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How Apple Watch measures your heart rate | iStore Online

With your Apple Watch and OS3 onwards, the Heart Rate app allows you to check your heart rate at any time of the day. All you need to do is open the app and wait for Apple Watch to measure your rate. If you are using the Workout app, your heart rate is being measured continuously. Apple Watch utilises this information, as well as other indicators, to estimate the number of calories you have burnt during your workout. 



How does Apple Watch measure my heart rate?

Apple Watch uses a technology called photoplethysmography which uses LED lights and light‑sensitive photodiodes to detect how much blood is flowing through the wrist at any moment. It is based on the fact that blood is red because it reflects red light and absorbs green light. When your heart is beating, the blood flowing through your wrist and green light absorption is greater. In between beats, it is less. Your Apple Watch flashes it’s LED lights hundreds of times per second which allows it to calculate the number of times the heart beats per minute. This is your heart rate. When your Apple Watch measures your heart rate in the background it uses the infrared lights.







How can I ensure that I get an accurate reading?

There are instances where your Apple Watch is unable to get an accurate and reliable reading due to various factors. Ensuring that you have a good fit is the first step to making sure you get the best reading. If your Apple Watch is a bit loose and you find that it doesn’t stay in place, you may find that the sensors are not reading your heart rate correctly. Tighten the strap a bit so that it no longer feels loose. The fit should be snug, but still comfortable.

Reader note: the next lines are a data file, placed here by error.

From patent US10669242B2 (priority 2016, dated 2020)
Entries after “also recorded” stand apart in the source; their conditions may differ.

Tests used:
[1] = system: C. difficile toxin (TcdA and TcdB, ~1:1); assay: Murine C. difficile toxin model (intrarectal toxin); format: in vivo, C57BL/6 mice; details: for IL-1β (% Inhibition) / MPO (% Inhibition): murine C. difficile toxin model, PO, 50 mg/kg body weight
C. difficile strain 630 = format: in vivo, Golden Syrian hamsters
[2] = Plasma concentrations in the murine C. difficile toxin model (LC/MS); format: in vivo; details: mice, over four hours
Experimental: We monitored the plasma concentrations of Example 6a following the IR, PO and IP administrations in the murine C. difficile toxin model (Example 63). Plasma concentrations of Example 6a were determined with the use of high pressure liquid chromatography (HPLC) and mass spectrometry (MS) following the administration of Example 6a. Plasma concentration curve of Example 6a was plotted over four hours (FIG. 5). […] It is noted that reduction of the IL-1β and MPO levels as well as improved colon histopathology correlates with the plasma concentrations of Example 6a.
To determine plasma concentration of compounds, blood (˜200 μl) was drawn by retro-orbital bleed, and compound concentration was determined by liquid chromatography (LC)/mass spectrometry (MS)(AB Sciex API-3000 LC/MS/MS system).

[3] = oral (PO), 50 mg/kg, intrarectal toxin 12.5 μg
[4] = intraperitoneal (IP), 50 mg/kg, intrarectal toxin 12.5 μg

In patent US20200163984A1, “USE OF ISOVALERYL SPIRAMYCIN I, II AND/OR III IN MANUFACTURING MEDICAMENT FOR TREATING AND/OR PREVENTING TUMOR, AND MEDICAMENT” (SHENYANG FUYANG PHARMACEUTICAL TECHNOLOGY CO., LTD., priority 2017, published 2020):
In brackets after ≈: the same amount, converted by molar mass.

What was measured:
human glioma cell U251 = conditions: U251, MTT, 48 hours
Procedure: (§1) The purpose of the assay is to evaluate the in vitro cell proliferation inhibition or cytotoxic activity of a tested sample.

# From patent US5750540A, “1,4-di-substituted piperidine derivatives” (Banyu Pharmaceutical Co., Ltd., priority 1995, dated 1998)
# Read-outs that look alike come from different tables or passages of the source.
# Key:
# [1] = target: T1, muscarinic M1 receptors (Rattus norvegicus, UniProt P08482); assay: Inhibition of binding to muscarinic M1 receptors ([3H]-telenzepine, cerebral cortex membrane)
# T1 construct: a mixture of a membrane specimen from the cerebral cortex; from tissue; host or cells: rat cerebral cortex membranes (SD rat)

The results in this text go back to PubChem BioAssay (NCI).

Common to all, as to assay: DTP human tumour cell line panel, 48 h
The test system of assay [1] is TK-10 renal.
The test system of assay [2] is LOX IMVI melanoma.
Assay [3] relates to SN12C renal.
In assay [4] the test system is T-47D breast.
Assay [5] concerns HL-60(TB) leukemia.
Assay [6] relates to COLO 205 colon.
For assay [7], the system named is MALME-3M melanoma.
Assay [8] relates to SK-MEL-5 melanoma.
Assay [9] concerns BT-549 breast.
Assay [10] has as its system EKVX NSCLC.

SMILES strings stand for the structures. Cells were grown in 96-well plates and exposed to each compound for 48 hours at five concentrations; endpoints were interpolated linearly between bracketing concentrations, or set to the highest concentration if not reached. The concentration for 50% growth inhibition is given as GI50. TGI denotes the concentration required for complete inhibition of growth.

What else can affect the reliability of my heart rate reading?



1.  Skin perfusion


Skin perfusion is essentially how quickly your blood flows through your skin. This can vary from person to person. It can also be affected by things like colder temperatures which can cause your skin perfusion to be too low for your Apple Watch to get a reading. There is nothing that you’re able to do to prevent this (apart from possibly avoiding working out in very low temperatures) but it is good to be aware that it could affect your results.


2.  Motion 


Rhythmical movements such as running or cycling tend to give better results compared to that of sports with more irregular or jarring movements such as tennis or boxing. If you are engaging in this kind of activity it is advisable to tighten your wrist band so that you reduce the possibility of incorrect readings. 


3.  Skin changes


If you have a tattoo on your wrist or have experienced a temporary or permanent change in the skin surface, you may find that your readings are affected. The ink, pattern and saturation of tattoos may cause the some of the light in the sensor to be blocked. This can also happen if you have used some greasy sunscreens, or other types of lotions that have not dried. If this is the case, you can also connect your Apple Watch to an external heart rate monitor like a Bluetooth chest strap for example.

It is important to note that your heart rate measurement is only one of the indicators that Apple uses to measure activity and exercise. Depending on the type of workout you are doing, your Apple Watch utilises the most appropriate input for that activity. For example, if you’re cycling it uses the GPS and if you’re not working out, it tracks your movement all day. By having all of this information at your fingertips, you’ll be motivated to continually strive for better health and fitness on a day-to-day basis.

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